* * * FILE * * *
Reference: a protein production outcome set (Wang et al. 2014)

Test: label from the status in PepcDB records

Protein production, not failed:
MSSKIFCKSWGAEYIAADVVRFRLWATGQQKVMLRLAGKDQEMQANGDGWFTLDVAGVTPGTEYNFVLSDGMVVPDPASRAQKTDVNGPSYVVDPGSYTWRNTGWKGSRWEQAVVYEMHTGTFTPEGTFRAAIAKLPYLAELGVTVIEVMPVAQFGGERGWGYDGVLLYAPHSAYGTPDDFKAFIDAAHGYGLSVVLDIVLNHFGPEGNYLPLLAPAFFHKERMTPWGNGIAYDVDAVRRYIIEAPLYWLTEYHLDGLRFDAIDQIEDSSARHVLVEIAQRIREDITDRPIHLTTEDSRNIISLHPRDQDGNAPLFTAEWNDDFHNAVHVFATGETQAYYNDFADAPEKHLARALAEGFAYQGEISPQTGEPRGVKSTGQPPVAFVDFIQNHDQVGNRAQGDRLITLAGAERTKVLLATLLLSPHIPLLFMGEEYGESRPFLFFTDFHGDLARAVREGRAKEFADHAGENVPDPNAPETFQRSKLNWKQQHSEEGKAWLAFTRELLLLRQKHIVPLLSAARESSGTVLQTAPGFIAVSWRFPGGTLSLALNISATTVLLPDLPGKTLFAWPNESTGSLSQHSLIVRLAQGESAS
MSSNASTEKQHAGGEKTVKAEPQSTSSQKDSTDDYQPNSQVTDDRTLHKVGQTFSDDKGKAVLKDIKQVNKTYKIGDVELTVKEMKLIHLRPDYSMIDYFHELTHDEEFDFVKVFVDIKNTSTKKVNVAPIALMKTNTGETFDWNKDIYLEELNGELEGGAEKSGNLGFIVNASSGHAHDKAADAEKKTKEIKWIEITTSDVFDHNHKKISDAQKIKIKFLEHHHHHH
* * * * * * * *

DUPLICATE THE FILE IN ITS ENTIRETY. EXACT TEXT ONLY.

Reference: a protein production outcome set (Wang et al. 2014)

Test: label from the status in PepcDB records

Protein production, not failed:
MSSKIFCKSWGAEYIAADVVRFRLWATGQQKVMLRLAGKDQEMQANGDGWFTLDVAGVTPGTEYNFVLSDGMVVPDPASRAQKTDVNGPSYVVDPGSYTWRNTGWKGSRWEQAVVYEMHTGTFTPEGTFRAAIAKLPYLAELGVTVIEVMPVAQFGGERGWGYDGVLLYAPHSAYGTPDDFKAFIDAAHGYGLSVVLDIVLNHFGPEGNYLPLLAPAFFHKERMTPWGNGIAYDVDAVRRYIIEAPLYWLTEYHLDGLRFDAIDQIEDSSARHVLVEIAQRIREDITDRPIHLTTEDSRNIISLHPRDQDGNAPLFTAEWNDDFHNAVHVFATGETQAYYNDFADAPEKHLARALAEGFAYQGEISPQTGEPRGVKSTGQPPVAFVDFIQNHDQVGNRAQGDRLITLAGAERTKVLLATLLLSPHIPLLFMGEEYGESRPFLFFTDFHGDLARAVREGRAKEFADHAGENVPDPNAPETFQRSKLNWKQQHSEEGKAWLAFTRELLLLRQKHIVPLLSAARESSGTVLQTAPGFIAVSWRFPGGTLSLALNISATTVLLPDLPGKTLFAWPNESTGSLSQHSLIVRLAQGESAS
MSSNASTEKQHAGGEKTVKAEPQSTSSQKDSTDDYQPNSQVTDDRTLHKVGQTFSDDKGKAVLKDIKQVNKTYKIGDVELTVKEMKLIHLRPDYSMIDYFHELTHDEEFDFVKVFVDIKNTSTKKVNVAPIALMKTNTGETFDWNKDIYLEELNGELEGGAEKSGNLGFIVNASSGHAHDKAADAEKKTKEIKWIEITTSDVFDHNHKKISDAQKIKIKFLEHHHHHH